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Notorious Hackers Serve SpicyOmelette to Unsuspecting Victims

The financially-motivated “Cobalt” hackers have been establishing a foothold onto victim machines using a piece of malware called SpicyOmelette, Secureworks reveals.

The financially-motivated “Cobalt” hackers have been establishing a foothold onto victim machines using a piece of malware called SpicyOmelette, Secureworks reveals.

Active since at least 2016 and also referred to as GOLD KINGSWOOD, the Cobalt Gang has been credited with a variety of attacks against financial institutions, including recent attacks against Russian and Romanian banks.

One of the tools the group has been heavily using in their attacks is the CobInt malware, but Secureworks says that the JavaScript remote access Trojan (RAT) dubbed SpicyOmelette was also used in several attacks attributed to the group this year.

Using techniques similar to those employed by state-sponsored actors, the Cobalt group is believed to have stolen around $1.2 billion as of March 2018, Secureworks’ security researchers reveal.

SpicyOmelette, they explain, is a tool used mainly during the initial exploitation of a targeted organization. Usually delivered via phishing emails, the malware includes a series of evasion techniques to hinder prevention and detection.

“GOLD KINGSWOOD delivered SpicyOmelette through a phishing email containing a shortened link that appeared to be a PDF document attachment. When clicked, the link used the Google AppEngine to redirect the system to a GOLD KINGSWOOD-controlled Amazon Web Services (AWS) URL that installed a signed JavaScript file, which was SpicyOmelette,” Secureworks explains.

The hackers used a valid digital certificate to sign the malicious script. Although users might have been warned about running external content, the system would have also indicated that the script was signed with a valid certificate.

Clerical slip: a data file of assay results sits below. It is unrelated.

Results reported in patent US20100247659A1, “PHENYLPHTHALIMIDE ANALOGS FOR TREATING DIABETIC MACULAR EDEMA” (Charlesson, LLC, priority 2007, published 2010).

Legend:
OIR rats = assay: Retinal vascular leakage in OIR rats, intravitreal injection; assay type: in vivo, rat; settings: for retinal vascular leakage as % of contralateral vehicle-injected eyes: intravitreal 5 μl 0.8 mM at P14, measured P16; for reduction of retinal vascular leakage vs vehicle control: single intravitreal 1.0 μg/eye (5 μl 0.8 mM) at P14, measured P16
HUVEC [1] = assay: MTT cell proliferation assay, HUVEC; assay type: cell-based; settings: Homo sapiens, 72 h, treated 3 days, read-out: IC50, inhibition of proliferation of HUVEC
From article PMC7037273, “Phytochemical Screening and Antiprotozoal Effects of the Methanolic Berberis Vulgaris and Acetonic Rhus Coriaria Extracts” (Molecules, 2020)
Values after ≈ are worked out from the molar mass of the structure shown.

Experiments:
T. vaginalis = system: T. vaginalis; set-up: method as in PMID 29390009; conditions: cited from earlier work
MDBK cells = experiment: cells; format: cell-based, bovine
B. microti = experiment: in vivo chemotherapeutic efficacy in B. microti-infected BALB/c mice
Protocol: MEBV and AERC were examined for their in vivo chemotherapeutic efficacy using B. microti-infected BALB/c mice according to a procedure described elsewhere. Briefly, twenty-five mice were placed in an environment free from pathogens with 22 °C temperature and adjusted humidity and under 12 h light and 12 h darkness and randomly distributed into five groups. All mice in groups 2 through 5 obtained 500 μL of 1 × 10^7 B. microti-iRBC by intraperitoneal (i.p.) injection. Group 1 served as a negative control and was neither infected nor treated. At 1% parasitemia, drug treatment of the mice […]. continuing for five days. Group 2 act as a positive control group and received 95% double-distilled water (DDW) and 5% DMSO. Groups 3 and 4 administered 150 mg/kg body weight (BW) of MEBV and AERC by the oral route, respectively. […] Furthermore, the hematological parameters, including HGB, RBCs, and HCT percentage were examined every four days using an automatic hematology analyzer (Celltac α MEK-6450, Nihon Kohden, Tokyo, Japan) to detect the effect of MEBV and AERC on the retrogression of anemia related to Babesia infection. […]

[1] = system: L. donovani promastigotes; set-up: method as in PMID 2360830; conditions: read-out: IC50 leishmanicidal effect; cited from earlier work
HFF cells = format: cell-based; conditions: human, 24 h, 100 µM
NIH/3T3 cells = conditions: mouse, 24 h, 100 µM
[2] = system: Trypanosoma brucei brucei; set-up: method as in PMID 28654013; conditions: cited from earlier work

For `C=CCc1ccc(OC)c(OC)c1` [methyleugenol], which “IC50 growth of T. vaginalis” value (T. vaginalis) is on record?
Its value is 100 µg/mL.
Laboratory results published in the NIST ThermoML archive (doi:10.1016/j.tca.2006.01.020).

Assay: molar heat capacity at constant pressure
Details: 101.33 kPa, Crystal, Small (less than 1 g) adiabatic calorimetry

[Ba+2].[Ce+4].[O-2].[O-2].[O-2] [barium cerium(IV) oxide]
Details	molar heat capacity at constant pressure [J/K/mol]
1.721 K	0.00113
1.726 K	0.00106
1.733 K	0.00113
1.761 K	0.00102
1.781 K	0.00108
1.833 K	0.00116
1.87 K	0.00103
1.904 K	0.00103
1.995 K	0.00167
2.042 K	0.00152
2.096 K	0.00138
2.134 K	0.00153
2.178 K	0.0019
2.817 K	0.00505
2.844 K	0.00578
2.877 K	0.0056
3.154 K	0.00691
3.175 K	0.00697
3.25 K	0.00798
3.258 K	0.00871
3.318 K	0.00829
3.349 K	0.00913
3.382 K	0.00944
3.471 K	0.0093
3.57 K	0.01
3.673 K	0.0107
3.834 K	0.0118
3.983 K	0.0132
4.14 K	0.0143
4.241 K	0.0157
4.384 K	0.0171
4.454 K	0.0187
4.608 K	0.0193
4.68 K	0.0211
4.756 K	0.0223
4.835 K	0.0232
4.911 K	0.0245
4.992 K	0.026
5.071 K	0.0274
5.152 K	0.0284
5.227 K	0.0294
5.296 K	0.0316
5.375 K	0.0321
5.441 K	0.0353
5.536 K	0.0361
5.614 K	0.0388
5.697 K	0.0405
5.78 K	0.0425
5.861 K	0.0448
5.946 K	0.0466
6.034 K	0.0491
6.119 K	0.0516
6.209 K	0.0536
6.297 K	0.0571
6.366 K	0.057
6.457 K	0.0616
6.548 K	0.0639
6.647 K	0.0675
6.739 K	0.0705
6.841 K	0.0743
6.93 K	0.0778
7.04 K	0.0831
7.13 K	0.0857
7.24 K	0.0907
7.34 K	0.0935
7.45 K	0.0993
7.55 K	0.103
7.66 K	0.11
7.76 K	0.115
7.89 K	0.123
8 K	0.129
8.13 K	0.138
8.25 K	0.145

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By passing parameters to a valid Microsoft utility, SpicyOmelette provides threat actors with the ability to execute arbitrary JavaScript code on compromised systems, thus being able to bypass application-whitelisting defenses.

Capable of detecting the presence of 29 different antivirus tools on the infected system, the RAT allows attackers to profile the machine by gathering information such as running software, system name, IP address, and the like, as well as to install additional malware.

The malware and other post-compromise tools regularly used by Cobalt can then be leveraged to escalate privileges through the theft of account credentials, to evaluate the compromised environment and identify desirable systems, and to deploy malware specifically designed to target those systems.

Secureworks expects the Cobalt Gang to continue to evolve its toolset and operations, suggesting that financial organizations of all sizes and in all geographies could be exposed to the group’s attacks. Due to its history of successful campaigns, the actor should be seen as a formidable threat, the researchers say.

Related: Multi-Stage Malware Heavily Used in Recent Cobalt Attacks

Related: New Cobalt Campaign Targets Russian and Romanian Banks


Written By

Ionut Arghire is an international correspondent for SecurityWeek.

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